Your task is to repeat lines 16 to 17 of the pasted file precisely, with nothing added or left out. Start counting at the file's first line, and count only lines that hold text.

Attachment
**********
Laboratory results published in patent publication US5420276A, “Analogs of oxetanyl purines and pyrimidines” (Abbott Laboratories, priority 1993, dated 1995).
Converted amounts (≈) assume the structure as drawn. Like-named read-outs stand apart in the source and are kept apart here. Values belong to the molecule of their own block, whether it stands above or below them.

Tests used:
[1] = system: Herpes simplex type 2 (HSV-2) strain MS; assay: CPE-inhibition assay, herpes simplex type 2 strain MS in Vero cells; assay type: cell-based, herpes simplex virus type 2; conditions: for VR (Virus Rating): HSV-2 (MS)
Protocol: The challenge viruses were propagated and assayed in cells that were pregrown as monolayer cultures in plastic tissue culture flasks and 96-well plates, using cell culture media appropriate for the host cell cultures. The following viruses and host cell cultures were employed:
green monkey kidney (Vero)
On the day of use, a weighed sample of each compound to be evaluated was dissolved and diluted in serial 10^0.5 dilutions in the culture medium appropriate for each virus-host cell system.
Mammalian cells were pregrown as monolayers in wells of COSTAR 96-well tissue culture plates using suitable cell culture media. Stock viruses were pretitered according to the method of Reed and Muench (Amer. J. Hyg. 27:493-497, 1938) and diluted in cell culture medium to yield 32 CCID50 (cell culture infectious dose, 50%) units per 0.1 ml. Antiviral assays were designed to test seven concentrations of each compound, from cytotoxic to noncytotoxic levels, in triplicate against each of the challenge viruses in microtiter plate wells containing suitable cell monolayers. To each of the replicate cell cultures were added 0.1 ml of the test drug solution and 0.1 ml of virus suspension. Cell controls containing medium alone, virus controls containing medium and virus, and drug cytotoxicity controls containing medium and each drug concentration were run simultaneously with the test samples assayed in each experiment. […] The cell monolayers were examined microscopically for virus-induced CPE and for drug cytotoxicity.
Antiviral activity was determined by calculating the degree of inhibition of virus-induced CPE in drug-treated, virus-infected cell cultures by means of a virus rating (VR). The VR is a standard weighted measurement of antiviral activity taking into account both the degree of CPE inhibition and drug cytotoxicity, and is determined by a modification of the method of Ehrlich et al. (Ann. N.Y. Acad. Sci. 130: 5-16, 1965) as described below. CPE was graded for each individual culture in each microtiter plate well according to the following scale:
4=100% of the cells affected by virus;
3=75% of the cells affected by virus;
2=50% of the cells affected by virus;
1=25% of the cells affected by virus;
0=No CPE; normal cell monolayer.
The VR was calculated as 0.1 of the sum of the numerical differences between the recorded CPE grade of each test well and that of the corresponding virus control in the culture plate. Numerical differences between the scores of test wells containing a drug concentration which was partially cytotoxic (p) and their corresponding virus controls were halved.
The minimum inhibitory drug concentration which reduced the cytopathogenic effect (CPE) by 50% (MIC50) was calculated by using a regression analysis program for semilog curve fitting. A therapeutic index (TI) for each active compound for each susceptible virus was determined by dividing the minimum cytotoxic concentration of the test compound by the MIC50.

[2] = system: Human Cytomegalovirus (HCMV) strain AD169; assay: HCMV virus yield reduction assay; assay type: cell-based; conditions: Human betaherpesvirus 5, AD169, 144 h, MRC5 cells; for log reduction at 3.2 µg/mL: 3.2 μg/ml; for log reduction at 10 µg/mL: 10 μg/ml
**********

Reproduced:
The minimum inhibitory drug concentration which reduced the cytopathogenic effect (CPE) by 50% (MIC50) was calculated by using a regression analysis program for semilog curve fitting. A therapeutic index (TI) for each active compound for each susceptible virus was determined by dividing the minimum cytotoxic concentration of the test compound by the MIC50.

[2] = system: Human Cytomegalovirus (HCMV) strain AD169; assay: HCMV virus yield reduction assay; assay type: cell-based; conditions: Human betaherpesvirus 5, AD169, 144 h, MRC5 cells; for log reduction at 3.2 µg/mL: 3.2 μg/ml; for log reduction at 10 µg/mL: 10 μg/ml